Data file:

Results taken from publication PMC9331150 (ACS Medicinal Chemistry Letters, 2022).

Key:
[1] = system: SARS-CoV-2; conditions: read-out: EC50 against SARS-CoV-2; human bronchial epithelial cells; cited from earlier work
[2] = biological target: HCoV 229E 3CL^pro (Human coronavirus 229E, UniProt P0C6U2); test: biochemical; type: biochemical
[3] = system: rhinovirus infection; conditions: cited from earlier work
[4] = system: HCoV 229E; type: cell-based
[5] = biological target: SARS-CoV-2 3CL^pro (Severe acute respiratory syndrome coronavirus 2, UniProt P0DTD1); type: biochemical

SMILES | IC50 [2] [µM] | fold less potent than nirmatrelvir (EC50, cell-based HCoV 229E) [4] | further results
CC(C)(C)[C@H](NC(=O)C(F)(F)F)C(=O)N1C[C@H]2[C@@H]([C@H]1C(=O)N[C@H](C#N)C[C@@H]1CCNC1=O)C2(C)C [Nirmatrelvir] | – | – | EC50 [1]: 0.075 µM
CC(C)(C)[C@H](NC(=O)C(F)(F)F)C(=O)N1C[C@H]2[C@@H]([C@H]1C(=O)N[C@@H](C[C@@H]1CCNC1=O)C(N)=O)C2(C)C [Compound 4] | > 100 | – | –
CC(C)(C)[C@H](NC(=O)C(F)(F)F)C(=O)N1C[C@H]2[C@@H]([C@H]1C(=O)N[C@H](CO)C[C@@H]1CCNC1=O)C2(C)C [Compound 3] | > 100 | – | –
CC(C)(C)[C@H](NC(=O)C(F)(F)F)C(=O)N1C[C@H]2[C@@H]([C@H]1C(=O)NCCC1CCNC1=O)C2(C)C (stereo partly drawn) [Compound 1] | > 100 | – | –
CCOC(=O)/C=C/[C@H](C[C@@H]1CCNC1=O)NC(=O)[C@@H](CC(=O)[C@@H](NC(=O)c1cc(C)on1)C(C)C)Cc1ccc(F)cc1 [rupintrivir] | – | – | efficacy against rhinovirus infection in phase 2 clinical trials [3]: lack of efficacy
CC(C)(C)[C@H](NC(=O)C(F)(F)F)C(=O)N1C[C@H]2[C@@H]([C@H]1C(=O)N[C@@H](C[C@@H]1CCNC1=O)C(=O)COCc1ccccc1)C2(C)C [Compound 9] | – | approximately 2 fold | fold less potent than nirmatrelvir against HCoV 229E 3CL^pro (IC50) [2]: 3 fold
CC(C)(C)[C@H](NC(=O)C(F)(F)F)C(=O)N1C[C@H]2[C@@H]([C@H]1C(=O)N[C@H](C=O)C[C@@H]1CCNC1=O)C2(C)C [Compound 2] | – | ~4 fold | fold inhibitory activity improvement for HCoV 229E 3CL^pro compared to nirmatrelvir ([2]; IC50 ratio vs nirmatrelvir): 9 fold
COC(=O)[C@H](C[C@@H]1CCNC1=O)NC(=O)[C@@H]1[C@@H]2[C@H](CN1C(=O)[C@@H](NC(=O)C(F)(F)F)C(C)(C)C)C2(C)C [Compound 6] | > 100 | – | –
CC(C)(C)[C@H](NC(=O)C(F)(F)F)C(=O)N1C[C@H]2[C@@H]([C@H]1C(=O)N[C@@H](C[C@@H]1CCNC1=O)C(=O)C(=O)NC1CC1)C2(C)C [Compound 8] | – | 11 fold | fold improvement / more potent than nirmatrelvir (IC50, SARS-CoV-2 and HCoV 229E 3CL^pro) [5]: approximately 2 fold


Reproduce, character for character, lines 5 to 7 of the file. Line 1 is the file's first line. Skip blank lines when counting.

[3] = system: rhinovirus infection; conditions: cited from earlier work
[4] = system: HCoV 229E; type: cell-based
[5] = biological target: SARS-CoV-2 3CL^pro (Severe acute respiratory syndrome coronavirus 2, UniProt P0DTD1); type: biochemical